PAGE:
Federal Trade Commission. (2020). Complying with COPPA: Frequently Asked Questions.

U.S. Department of Education. (2023). Data Security: K-12 and Higher Education. Protecting Student Privacy; U.S. Department of Education.

U.S. Department of Homeland Security. (2023). Cybersecurity for K-12 Education. Cybersecurity and Infrastructure Security Agency (CISA).

Digital Citizenship

Responsible use of technology and digital tools is often referred to as digital citizenship (GoGuardian, 2023).  Anyone who interacts with various forms of technology has rights and protections much like a community member within a city.  A digital citizen has expectations of how to properly use and community when using these tools. GoGuardian (2020) writes about these expectations in an article concerning digital citizenship.  They discuss topics such as sharing misleading information, the need for carefully valid sources, and how to avoid cyberbullying. At any age, they encourage users to conduct themselves in a helpful and positive manner.  

The International Society for Technology in Education (ISTE) provides standards that teachers can use as guidance when dealing with technology and its integration (ISTE, 2023).  Regarding digital citizenship, they urge educators to create a learning environment that encourages curiosity yet analyzes online resources and fosters the building of skills such as digital literacy and media fluency (ISTE, 2023).  

Society needs people who understand how to responsibly use technology and schools are a vital part of educating young adults and children with the skills they need to do so (GoGuardian, 2023).  They grow up knowing how to prevent cyberbullying and remain safe as they navigate the internet.  Teaching digital citizenship in schools is a key factor in inspiring the next generation to not only avoid possible dangers but thrive and succeed in a digital world.


GoGuardian. (2023). Everything You Need to Know About Digital Citizenship. GoGuardian.

International Society for Technology in Education (ISTE). (2023). ISTE Standards: For Educators. International Society for Technology in Education.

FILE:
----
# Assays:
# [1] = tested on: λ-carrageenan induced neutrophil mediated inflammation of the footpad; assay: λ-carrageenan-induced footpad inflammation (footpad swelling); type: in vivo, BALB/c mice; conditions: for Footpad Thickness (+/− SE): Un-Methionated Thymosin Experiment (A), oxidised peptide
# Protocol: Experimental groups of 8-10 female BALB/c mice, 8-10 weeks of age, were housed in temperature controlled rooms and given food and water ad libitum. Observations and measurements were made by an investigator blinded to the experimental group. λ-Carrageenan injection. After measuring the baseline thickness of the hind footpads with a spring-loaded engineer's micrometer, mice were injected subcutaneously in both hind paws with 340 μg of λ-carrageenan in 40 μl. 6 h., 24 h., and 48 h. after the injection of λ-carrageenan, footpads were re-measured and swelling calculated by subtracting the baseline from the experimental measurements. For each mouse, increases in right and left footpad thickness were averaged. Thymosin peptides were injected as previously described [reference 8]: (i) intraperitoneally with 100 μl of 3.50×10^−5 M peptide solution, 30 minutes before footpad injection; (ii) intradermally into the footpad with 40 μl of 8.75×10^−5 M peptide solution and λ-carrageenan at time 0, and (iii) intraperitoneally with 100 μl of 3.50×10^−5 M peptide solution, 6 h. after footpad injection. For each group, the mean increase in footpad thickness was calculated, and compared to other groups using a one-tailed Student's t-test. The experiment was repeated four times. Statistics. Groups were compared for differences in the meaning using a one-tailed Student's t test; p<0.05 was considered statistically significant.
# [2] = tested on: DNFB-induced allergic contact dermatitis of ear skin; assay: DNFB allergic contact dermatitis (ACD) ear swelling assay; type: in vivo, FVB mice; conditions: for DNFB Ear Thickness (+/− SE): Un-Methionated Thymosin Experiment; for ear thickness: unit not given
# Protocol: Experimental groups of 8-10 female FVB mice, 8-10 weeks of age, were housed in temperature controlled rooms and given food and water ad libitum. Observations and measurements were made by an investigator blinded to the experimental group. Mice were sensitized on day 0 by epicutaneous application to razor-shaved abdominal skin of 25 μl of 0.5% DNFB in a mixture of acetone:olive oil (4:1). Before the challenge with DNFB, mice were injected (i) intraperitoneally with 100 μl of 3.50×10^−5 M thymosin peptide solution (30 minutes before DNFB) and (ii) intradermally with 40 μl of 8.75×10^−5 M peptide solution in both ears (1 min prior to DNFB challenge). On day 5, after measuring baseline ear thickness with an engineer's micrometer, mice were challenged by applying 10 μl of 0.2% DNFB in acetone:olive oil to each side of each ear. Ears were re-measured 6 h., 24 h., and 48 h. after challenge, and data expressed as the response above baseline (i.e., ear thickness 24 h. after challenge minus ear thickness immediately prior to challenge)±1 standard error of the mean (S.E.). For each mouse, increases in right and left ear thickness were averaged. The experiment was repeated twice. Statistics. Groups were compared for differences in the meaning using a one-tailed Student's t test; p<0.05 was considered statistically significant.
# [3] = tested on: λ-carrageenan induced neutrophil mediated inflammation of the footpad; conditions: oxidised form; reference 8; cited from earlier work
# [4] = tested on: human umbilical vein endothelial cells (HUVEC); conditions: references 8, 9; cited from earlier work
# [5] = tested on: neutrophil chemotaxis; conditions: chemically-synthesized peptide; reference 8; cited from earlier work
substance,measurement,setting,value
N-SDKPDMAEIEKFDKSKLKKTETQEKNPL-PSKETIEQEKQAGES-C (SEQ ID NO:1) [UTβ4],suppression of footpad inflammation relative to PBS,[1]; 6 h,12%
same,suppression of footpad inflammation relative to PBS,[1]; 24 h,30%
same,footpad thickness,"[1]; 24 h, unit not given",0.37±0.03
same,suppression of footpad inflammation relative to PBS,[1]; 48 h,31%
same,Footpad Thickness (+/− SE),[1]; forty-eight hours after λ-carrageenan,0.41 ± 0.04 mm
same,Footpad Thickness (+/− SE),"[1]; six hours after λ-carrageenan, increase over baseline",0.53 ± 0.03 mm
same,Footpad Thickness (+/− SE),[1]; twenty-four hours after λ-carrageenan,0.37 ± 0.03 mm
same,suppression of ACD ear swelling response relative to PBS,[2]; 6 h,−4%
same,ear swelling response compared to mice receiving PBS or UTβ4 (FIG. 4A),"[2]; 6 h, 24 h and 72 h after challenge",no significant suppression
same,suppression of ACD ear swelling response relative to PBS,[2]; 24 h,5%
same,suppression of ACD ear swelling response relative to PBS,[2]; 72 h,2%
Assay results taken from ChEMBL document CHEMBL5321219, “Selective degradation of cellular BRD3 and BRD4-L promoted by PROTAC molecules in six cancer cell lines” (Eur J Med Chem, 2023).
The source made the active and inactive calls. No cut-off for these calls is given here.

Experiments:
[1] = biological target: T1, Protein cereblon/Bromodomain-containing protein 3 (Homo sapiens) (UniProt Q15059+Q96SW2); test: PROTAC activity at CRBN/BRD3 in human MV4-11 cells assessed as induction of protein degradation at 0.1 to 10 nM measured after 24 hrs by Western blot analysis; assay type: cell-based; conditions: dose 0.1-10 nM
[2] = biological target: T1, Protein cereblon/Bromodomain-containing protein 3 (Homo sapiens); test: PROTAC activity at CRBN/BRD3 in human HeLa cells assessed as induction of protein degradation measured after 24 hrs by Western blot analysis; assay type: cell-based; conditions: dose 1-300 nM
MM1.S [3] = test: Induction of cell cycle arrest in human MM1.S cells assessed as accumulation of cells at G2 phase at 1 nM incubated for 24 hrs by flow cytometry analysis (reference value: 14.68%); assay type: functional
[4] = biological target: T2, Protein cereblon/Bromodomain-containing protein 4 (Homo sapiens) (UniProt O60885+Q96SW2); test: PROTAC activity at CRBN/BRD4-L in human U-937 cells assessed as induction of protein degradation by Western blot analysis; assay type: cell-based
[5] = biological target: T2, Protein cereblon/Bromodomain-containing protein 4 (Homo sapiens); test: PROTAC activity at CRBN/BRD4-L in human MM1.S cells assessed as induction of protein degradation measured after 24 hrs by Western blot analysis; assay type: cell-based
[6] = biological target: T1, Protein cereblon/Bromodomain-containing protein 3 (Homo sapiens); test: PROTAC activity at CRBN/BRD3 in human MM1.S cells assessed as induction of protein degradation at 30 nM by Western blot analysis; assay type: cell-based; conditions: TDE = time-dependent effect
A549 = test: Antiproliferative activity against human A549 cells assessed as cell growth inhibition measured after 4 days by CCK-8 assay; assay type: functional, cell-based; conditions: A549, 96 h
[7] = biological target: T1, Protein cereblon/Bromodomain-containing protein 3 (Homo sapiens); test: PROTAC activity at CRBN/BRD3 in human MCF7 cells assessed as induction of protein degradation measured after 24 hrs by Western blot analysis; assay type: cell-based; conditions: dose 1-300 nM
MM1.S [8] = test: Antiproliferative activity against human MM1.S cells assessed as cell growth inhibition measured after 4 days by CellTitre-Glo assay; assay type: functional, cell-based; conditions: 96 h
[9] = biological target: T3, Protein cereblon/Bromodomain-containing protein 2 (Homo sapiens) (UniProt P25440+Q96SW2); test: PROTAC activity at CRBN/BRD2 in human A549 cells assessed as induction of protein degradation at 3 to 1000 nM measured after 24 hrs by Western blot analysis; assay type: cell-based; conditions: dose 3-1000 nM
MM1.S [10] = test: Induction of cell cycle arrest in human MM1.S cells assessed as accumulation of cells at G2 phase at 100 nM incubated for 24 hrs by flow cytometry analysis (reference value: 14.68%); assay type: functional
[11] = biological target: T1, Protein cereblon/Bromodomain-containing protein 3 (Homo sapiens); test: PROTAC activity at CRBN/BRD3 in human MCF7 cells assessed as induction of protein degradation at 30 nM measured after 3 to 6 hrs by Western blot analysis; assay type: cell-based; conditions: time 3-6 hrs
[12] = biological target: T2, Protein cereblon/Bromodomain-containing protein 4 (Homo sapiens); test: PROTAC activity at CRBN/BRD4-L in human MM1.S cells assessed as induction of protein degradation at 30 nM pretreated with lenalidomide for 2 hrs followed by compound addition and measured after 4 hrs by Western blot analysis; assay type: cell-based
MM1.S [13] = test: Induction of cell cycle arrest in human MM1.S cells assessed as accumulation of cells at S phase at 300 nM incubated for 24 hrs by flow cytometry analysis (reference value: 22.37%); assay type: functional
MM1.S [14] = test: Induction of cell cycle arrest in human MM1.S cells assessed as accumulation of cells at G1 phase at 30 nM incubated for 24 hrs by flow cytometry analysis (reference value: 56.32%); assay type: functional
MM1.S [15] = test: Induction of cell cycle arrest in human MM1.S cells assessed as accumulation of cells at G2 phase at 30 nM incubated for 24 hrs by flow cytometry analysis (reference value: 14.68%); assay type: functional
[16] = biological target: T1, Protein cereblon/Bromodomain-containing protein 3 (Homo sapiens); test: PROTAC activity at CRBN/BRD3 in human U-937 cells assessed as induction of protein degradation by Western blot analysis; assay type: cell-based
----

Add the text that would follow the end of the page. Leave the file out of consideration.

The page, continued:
Digital Rights

Digital rights can be defined as the protection of common human rights like security, privacy, and access in digital spaces, however, the terminology encompassing the realm of “digital” is significantly different (Azali, 2020).  These rights embrace standard freedoms that grant people safe access to digital content with undeserved prejudice (UNESCO, 2019).  As digital platforms influence large portions of social participation, debates regarding digital rights protection have increased in the past several years, according to the United Nations Educational, Scientific and Cultural Organization (2019).  Sadly, these rights are habitually violated, violations like privacy infringement, free speech censorship, and mass audio/video recordings, for example (Bellasio et al., 2021).

Organizations such as the Electronic Frontier Foundation (2021) advocate digital rights for online users and encourage them to maintain basic human rights as new technologies are constantly emerging.  Emphasizing rights such as strong data privacy, online safety for children, and accountability, the Electronic Frontier Foundation aims to educate the public with information to keep users protected as they engage with online platforms (Cope et al., 2023).

It becomes a challenge for software creators, website developers, and policymakers to calculate the human rights aspect against user security and economic progression (Srivastava, 2023).  The discussion must occur that still allows innovation and advancements to occur while limiting the intrusion of rights. Digital rights improvement needs to be the result of careful dialogues between all parties that create technological environments that endorse human rights while still being effective in society.